like the frequent fierce battles that occurred and the forced migration of families from the
Basin of Mexico to populate the area (e.g. Duran 1967, II: 351-5). Although the site has
long been known to archaeologists (Armillas 1944), it has yet to be investigated in a
systematic fashion, perhaps because of its remote location. Nevertheless, the fortifications
are obvious, and there is Aztec pottery in the vicinity (Smith 1990).
Quauhtochco in the state of Veracruz is listed in various ethnohistoric sources as an
Aztec garrison center and capital of the tributary province of the same name (e.g. Berdan
and Anawalt, in press: 17v, 48r). Archaeological excavation in the 1950s (Medellin Zenil
1952) revealed a central temple resembling archaeological and pictorial examples of Aztec
temples in a number of details (Umberger and Klein, forthcoming). While this alone is not
sufficient to attribute the site to the Aztec empire (see above), there are other traits
supporting such an interpretation. The site is fortified with a wall, and it has unusually high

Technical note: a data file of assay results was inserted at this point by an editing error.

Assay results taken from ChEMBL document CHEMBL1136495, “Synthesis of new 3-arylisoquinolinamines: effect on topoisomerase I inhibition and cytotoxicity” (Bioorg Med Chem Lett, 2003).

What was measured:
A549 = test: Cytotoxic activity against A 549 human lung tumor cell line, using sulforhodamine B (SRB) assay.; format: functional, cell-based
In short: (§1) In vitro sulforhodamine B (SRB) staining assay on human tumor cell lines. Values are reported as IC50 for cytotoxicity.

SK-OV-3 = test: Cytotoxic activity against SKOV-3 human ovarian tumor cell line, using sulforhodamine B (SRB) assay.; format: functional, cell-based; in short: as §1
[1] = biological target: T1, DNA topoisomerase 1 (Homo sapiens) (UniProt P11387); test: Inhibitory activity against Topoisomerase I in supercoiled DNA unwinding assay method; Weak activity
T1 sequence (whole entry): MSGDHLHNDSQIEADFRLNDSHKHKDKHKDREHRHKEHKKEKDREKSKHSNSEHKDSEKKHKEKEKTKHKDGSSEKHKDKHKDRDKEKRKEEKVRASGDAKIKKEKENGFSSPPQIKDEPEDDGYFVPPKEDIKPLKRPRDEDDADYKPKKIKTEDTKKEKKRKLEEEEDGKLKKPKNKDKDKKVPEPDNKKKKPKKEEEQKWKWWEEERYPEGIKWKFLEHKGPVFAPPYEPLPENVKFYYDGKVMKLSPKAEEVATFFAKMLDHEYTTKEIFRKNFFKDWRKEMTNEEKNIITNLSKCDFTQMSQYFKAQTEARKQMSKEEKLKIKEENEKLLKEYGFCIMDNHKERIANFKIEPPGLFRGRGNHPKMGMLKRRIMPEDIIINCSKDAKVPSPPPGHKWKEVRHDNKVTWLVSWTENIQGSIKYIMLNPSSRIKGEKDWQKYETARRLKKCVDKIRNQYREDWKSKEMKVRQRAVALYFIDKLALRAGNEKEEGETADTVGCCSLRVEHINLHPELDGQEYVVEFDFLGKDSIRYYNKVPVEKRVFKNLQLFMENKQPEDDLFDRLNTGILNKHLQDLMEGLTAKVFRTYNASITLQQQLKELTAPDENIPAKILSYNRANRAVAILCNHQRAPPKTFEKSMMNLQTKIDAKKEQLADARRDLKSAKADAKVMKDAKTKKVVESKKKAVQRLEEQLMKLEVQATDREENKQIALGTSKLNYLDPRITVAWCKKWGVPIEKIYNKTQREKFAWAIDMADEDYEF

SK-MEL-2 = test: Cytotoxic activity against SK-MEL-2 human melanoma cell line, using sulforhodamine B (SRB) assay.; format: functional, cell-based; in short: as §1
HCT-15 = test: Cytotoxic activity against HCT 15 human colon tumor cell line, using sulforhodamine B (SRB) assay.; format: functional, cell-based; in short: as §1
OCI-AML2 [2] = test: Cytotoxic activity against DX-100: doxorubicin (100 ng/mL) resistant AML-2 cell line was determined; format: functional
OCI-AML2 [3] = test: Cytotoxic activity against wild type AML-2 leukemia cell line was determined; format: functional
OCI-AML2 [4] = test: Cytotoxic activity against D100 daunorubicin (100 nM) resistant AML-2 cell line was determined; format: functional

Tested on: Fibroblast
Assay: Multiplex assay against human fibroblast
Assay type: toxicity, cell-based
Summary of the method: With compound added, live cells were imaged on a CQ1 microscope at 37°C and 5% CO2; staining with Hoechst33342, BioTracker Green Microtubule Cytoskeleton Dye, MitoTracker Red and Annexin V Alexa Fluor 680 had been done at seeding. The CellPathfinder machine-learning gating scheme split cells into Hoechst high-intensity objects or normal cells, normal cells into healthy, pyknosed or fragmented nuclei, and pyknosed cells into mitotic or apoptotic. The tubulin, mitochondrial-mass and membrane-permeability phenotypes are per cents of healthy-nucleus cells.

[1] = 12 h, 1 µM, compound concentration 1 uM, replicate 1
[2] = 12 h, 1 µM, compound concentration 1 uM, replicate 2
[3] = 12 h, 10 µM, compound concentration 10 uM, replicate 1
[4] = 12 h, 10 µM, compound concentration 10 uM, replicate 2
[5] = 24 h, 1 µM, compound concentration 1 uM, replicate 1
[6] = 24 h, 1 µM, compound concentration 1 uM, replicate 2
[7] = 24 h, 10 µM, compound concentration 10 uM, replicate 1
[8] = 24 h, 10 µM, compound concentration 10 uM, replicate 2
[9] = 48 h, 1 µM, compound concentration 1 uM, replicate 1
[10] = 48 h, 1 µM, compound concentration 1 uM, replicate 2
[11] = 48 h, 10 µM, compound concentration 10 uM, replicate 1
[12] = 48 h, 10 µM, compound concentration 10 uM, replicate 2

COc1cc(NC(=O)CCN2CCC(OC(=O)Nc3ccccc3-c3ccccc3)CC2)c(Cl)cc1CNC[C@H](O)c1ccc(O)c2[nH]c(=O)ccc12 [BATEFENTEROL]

frequencies of Aztec ceramics. Imported Aztec sherds (mainly Texcoco Molded-Filleted
incense burners and Aztec III Black-on-Orange) comprise over 20 per cent of all
excavated ceramics, whereas comparative data suggest that a site at this distance from
Tenochtitlan (230 km) should have fewer than 1 per cent Aztec imports (Smith 1990).
While both Oztuma and Quauhtochco were located in tributary provinces, they were
situated along enemy borders. We expect that increased archaeological exploration in the
strategic provinces will uncover other examples of fortresses built or at least used by the
Aztecs and their clients in these areas.

Case study: rural sites in Cuauhnahuac province


The Late Postclassic sites of Cuexcomate and Capilco in western Morelos were excavated
by the Postclassic Morelos Archaeological Project in 1986, in part to evaluate the impact of
Aztec imperialism in this area. The sites were included in the tributary province of
Cuauhnahuac, and although there is no ethnohistoric documentation of these specific
settlements, we know that the area was conquered by the Aztec empire around AD 1438
(Smith 1987). The local Early Cuauhnahuac (AD 1350-1430) and Late Cuauhnahuac
(1430-1550) ceramic phases correspond to the pre-imperial and imperial stages respectively (Smith 1987, in press), and comparisons between the archaeological remains of these
phases were sought to help evaluate the impact of Aztec conquest.